Goodwin is definitely a player to keep an eye on going forward.
P.J. Tucker quietly had a nice season for the Suns in 2013. The 28-year-old guard posted about six points per game, but appeared in 79 contests.
Tucker is another player who could see his playing time decline, but if he can improve his three-point shooting (31 percent last season), he could very easily work himself into the rotation.
However, with Goran Dragic, Eric Bledsoe, Archie Goodwin and Caron Butler in the mix, Tucker might not get a lot of time next season.
In L.A., Brown was mainly a highlight player, but since he came to Phoenix in 2011, he’s expanded his game.
Playing under a young coach like Hornacek, Brown should be able to continue growing as a player and turn himself into a multifaceted weapon for the Suns.
In 2013, Brown put up 10.5 points per game in 23.8 minutes per game.
Although he’s just 33 years old, Luis Scola is a chiseled veteran—at least on the Suns’ roster.
In his first season with Phoenix, Scola put up 12.8 points and 6.6 rebounds per game. He knows how to score on the post and is one of the NBA’s scrappiest players.
Scola played in every one of Phoenix’s games last season, and his health will be key in 2014. The Suns have a lot of potential and young players, but they can’t realistically count on each one of them—Scola needs to be the consistent scorer and rebounder that he’s been during his five years in the league.
Since he came to Phoenix three seasons ago, Marcin Gortat has really stepped his game up.
During his time on the Suns, the 29-year-old center has averaged 13.2 points and 9.3 boards a night. His improvement has been noticeable, and he’ll look to continue improving under Hornacek.
Rumors of a potential trade that would send Gortat, an unrestricted free agent after next season, out of Phoenix have surfaced, but the Suns are likely going to hold onto him for at least a little while.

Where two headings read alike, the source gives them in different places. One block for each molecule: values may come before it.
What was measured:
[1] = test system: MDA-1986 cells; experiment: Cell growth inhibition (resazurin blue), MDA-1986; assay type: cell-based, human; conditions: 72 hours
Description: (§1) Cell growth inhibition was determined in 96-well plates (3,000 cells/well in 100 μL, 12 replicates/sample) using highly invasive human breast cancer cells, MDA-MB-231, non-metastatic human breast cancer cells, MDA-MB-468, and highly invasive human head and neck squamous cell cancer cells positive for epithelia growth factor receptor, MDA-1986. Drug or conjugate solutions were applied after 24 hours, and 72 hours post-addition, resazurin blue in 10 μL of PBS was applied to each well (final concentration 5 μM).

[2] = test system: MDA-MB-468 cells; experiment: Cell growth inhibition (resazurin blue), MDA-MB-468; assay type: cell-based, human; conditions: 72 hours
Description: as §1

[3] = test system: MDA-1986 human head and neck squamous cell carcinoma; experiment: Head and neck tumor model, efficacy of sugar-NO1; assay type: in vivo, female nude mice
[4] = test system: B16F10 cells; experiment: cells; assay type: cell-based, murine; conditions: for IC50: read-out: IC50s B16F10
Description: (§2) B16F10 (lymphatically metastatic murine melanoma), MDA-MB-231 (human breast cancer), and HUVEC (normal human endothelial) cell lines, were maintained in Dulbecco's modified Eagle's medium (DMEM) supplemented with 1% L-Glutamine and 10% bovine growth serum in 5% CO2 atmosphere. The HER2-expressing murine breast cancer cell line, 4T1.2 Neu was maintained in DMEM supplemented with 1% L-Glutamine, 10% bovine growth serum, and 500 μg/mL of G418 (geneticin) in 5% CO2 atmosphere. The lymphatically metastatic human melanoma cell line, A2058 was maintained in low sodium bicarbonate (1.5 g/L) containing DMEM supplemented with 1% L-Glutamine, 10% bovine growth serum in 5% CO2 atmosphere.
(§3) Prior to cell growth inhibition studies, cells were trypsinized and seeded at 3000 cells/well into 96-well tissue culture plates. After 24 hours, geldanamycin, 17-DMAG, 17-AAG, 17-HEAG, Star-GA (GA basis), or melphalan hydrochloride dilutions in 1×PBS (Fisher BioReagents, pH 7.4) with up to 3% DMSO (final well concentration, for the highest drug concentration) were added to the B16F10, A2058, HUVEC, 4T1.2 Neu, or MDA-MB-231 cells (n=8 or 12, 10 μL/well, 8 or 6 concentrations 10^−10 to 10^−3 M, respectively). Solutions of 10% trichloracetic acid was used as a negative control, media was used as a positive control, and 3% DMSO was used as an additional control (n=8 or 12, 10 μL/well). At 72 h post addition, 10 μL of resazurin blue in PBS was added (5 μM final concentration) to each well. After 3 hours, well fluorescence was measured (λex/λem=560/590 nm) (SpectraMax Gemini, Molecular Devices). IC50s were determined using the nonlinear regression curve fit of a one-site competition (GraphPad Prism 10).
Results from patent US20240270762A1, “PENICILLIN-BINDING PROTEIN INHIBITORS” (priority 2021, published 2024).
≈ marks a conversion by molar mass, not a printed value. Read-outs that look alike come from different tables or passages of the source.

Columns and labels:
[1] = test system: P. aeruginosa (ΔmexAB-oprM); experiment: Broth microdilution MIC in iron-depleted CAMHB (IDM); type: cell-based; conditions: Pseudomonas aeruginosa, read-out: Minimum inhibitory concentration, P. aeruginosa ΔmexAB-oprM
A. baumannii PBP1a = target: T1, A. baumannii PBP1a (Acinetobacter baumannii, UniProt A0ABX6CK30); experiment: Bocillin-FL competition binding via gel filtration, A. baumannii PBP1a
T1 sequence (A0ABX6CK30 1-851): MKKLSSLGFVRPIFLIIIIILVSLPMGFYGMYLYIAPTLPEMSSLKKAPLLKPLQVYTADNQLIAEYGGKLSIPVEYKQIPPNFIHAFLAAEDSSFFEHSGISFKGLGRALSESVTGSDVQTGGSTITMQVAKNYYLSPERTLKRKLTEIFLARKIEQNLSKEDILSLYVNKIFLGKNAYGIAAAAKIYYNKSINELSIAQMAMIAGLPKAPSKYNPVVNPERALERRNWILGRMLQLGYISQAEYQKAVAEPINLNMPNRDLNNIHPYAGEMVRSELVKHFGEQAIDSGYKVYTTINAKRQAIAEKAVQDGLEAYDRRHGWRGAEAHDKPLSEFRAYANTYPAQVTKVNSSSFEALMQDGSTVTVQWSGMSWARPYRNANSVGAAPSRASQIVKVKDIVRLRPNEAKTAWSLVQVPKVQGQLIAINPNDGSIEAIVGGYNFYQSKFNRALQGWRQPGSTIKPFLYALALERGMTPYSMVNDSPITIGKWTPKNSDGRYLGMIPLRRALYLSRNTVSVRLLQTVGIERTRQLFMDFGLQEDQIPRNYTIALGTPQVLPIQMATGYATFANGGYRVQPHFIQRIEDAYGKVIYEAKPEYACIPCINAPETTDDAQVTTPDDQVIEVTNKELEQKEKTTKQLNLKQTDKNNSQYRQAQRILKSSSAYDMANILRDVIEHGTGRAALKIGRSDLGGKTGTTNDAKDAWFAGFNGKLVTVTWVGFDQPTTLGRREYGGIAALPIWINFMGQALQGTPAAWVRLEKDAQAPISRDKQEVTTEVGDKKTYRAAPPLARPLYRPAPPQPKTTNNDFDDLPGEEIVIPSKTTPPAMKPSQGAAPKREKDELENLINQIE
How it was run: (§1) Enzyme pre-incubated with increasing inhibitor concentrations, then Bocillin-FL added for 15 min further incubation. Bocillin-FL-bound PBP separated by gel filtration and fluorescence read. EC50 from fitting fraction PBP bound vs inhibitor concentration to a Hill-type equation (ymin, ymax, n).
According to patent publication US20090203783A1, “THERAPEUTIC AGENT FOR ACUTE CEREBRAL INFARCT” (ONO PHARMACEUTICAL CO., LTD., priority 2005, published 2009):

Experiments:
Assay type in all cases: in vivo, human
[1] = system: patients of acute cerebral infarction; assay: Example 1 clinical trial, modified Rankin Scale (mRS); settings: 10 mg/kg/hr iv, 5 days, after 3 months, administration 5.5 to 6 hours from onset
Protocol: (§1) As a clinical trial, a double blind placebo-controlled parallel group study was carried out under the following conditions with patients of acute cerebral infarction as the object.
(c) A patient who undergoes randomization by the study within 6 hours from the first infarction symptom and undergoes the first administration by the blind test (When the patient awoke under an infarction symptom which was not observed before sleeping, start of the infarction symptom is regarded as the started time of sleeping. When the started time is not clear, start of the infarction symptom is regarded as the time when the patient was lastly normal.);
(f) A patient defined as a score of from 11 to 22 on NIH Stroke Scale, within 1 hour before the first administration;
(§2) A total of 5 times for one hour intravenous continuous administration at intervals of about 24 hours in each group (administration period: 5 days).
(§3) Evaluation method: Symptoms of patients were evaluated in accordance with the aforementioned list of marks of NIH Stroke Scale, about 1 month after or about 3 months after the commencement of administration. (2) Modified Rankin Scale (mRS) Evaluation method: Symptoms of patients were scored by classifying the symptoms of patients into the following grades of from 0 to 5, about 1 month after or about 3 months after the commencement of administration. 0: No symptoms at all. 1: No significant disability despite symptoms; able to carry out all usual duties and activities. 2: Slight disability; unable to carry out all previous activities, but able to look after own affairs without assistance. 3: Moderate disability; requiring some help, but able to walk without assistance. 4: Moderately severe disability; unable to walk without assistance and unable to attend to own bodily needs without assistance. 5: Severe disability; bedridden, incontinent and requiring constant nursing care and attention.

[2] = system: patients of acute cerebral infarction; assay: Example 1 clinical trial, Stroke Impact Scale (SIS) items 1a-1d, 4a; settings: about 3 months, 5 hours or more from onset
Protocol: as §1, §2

Alex Len can’t be trusted to come in and start right away, but if he develops into a star, Gortat is as good as gone.
The Suns will be Caron Butler’s sixth team, but his diversity and experience will be a plus for Phoenix this coming season.
The Suns are young and relatively inexperienced, and players like Channing Frye, Luis Scola and Butler are going to have to contribute in order for players like Eric Bledsoe and Alex Len, the future of the franchise, to be effective.
Butler can shoot, slash and play defense. He has averaged 15.5 points, 5.4 rebounds and 2.5 assists over the course of his 10-year career.
Hornacek’s first true test as an NBA head coach will be handling Michael Beasley.
Beasley is an explosive scorer, playmaker and game changer—when he wants to be. In five NBA seasons, he has averaged 14.1 points and 5.2 rebounds per game.
Despite a bit of a troubled past, Beasley insists that those days are behind him (via ESPN). If Hornacek can keep Beasley on the right path and engaged in the team, he could be a great weapon for the Suns this season.
The freakishly athletic point guard put up about 15 points and five assists per 36 minutes last season, and will likely share the team’s ball-handling responsibilities with Suns guard Goran Dragic.
Bledsoe is sure to bring a lot of fire, scoring and highlights to the Suns this season.
“I think maybe 10 years from now, I’ll be the best player out of this draft.”
Right now, Phoenix is a team without a true identity and no swagger. Len, the fifth-overall selection, has enough for the whole team.
The Maryland native averaged about 12 points and eight rebounds per game for the Terrapins last season. Len will be a key piece to the future of the Suns, and he has 100 percent faith in himself that he is more than ready for the challenge.
Goran Dragic is coming off of a career year running the point for Phoenix. The 27-year-old guard averaged nearly 15 points and seven assists per game in 2013, and will look to build off that next season.
Dragic will be sharing ball-handling duties with his teammate, Eric Bledsoe, and that duo will prove to be one of the best point guard tandems in the league.
Dragic started all 77 games that he played in last season, so it’s unclear whether he will start over Bledsoe, come off the bench or start alongside the former Clipper.
Regardless, Dragic should have another big year for the Suns.